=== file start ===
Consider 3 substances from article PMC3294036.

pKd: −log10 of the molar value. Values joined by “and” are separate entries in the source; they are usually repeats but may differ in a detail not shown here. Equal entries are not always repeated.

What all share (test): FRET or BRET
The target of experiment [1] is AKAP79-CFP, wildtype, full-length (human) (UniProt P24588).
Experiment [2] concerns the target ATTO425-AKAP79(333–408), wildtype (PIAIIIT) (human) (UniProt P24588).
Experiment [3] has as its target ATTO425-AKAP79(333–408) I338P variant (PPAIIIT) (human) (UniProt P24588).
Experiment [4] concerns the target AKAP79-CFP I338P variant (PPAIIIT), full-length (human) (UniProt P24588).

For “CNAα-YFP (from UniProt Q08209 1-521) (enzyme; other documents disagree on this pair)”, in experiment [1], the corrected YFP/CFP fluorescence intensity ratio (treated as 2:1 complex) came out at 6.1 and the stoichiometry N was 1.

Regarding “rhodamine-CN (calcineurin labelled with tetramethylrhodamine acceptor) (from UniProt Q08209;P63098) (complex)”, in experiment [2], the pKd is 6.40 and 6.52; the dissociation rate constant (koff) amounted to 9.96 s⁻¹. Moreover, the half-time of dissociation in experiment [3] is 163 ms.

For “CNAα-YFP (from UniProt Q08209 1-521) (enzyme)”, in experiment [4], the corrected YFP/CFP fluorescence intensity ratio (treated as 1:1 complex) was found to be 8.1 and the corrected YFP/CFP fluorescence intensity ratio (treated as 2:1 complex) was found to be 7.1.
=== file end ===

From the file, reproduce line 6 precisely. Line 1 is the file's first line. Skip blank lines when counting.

Experiment [3] has as its target ATTO425-AKAP79(333–408) I338P variant (PPAIIIT) (human) (UniProt P24588).